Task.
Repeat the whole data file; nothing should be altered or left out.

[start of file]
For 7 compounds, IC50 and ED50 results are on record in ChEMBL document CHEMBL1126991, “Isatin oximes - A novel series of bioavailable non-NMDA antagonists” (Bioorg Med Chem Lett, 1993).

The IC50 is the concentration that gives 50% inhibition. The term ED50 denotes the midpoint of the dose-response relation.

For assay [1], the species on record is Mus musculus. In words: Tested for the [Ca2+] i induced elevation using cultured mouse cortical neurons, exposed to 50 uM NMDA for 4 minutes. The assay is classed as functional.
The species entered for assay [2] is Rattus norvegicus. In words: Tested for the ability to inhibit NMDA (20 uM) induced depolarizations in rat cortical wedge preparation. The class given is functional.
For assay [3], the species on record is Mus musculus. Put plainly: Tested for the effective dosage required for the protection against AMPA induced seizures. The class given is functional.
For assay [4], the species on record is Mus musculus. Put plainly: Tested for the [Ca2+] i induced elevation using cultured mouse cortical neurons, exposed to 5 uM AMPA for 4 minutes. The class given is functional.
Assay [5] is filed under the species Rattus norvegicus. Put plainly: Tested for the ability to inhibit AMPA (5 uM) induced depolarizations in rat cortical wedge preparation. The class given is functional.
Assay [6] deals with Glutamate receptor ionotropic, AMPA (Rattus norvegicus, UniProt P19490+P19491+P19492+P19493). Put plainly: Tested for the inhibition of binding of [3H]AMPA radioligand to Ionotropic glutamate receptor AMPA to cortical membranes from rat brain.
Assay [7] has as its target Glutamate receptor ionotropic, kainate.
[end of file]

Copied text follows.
For 7 compounds, IC50 and ED50 results are on record in ChEMBL document CHEMBL1126991, “Isatin oximes - A novel series of bioavailable non-NMDA antagonists” (Bioorg Med Chem Lett, 1993).

The IC50 is the concentration that gives 50% inhibition. The term ED50 denotes the midpoint of the dose-response relation.

For assay [1], the species on record is Mus musculus. In words: Tested for the [Ca2+] i induced elevation using cultured mouse cortical neurons, exposed to 50 uM NMDA for 4 minutes. The assay is classed as functional.
The species entered for assay [2] is Rattus norvegicus. In words: Tested for the ability to inhibit NMDA (20 uM) induced depolarizations in rat cortical wedge preparation. The class given is functional.
For assay [3], the species on record is Mus musculus. Put plainly: Tested for the effective dosage required for the protection against AMPA induced seizures. The class given is functional.
For assay [4], the species on record is Mus musculus. Put plainly: Tested for the [Ca2+] i induced elevation using cultured mouse cortical neurons, exposed to 5 uM AMPA for 4 minutes. The class given is functional.
Assay [5] is filed under the species Rattus norvegicus. Put plainly: Tested for the ability to inhibit AMPA (5 uM) induced depolarizations in rat cortical wedge preparation. The class given is functional.
Assay [6] deals with Glutamate receptor ionotropic, AMPA (Rattus norvegicus, UniProt P19490+P19491+P19492+P19493). Put plainly: Tested for the inhibition of binding of [3H]AMPA radioligand to Ionotropic glutamate receptor AMPA to cortical membranes from rat brain.
Assay [7] has as its target Glutamate receptor ionotropic, kainate.